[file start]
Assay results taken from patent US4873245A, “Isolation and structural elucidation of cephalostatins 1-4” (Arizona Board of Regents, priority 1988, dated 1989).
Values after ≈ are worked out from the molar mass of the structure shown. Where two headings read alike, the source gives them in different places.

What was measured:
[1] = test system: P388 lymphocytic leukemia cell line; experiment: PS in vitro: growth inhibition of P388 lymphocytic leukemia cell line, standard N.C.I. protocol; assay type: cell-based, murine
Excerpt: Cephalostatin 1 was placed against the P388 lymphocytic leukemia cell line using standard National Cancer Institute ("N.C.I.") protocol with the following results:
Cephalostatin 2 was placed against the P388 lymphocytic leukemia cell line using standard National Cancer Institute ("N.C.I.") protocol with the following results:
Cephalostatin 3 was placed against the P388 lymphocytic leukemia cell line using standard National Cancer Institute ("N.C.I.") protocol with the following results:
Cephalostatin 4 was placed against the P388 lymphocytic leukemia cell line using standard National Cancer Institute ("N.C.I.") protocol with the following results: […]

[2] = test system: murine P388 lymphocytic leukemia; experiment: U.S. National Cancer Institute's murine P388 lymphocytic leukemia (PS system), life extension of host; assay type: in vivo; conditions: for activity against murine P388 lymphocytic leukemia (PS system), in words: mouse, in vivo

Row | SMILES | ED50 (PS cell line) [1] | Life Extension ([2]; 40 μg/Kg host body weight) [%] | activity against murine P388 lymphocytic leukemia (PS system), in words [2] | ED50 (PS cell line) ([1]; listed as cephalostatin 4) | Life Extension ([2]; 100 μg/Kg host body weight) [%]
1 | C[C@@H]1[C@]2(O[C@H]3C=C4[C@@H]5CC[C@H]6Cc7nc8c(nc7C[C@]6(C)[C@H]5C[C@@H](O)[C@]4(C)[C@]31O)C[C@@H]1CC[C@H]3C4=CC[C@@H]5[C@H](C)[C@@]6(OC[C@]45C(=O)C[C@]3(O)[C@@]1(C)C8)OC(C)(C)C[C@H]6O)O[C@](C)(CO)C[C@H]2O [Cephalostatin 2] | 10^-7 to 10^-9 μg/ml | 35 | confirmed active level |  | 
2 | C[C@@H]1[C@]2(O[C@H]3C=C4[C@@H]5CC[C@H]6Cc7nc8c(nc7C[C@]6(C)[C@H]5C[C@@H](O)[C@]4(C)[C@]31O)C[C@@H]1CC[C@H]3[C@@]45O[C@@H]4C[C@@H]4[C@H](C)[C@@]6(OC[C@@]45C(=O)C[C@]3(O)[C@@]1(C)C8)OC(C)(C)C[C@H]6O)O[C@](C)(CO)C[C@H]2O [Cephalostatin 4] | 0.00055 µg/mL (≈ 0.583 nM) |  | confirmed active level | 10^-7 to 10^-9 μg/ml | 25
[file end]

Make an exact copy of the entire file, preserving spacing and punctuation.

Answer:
Assay results taken from patent US4873245A, “Isolation and structural elucidation of cephalostatins 1-4” (Arizona Board of Regents, priority 1988, dated 1989).
Values after ≈ are worked out from the molar mass of the structure shown. Where two headings read alike, the source gives them in different places.

What was measured:
[1] = test system: P388 lymphocytic leukemia cell line; experiment: PS in vitro: growth inhibition of P388 lymphocytic leukemia cell line, standard N.C.I. protocol; assay type: cell-based, murine
Excerpt: Cephalostatin 1 was placed against the P388 lymphocytic leukemia cell line using standard National Cancer Institute ("N.C.I.") protocol with the following results:
Cephalostatin 2 was placed against the P388 lymphocytic leukemia cell line using standard National Cancer Institute ("N.C.I.") protocol with the following results:
Cephalostatin 3 was placed against the P388 lymphocytic leukemia cell line using standard National Cancer Institute ("N.C.I.") protocol with the following results:
Cephalostatin 4 was placed against the P388 lymphocytic leukemia cell line using standard National Cancer Institute ("N.C.I.") protocol with the following results: […]

[2] = test system: murine P388 lymphocytic leukemia; experiment: U.S. National Cancer Institute's murine P388 lymphocytic leukemia (PS system), life extension of host; assay type: in vivo; conditions: for activity against murine P388 lymphocytic leukemia (PS system), in words: mouse, in vivo

Row | SMILES | ED50 (PS cell line) [1] | Life Extension ([2]; 40 μg/Kg host body weight) [%] | activity against murine P388 lymphocytic leukemia (PS system), in words [2] | ED50 (PS cell line) ([1]; listed as cephalostatin 4) | Life Extension ([2]; 100 μg/Kg host body weight) [%]
1 | C[C@@H]1[C@]2(O[C@H]3C=C4[C@@H]5CC[C@H]6Cc7nc8c(nc7C[C@]6(C)[C@H]5C[C@@H](O)[C@]4(C)[C@]31O)C[C@@H]1CC[C@H]3C4=CC[C@@H]5[C@H](C)[C@@]6(OC[C@]45C(=O)C[C@]3(O)[C@@]1(C)C8)OC(C)(C)C[C@H]6O)O[C@](C)(CO)C[C@H]2O [Cephalostatin 2] | 10^-7 to 10^-9 μg/ml | 35 | confirmed active level |  | 
2 | C[C@@H]1[C@]2(O[C@H]3C=C4[C@@H]5CC[C@H]6Cc7nc8c(nc7C[C@]6(C)[C@H]5C[C@@H](O)[C@]4(C)[C@]31O)C[C@@H]1CC[C@H]3[C@@]45O[C@@H]4C[C@@H]4[C@H](C)[C@@]6(OC[C@@]45C(=O)C[C@]3(O)[C@@]1(C)C8)OC(C)(C)C[C@H]6O)O[C@](C)(CO)C[C@H]2O [Cephalostatin 4] | 0.00055 µg/mL (≈ 0.583 nM) |  | confirmed active level | 10^-7 to 10^-9 μg/ml | 25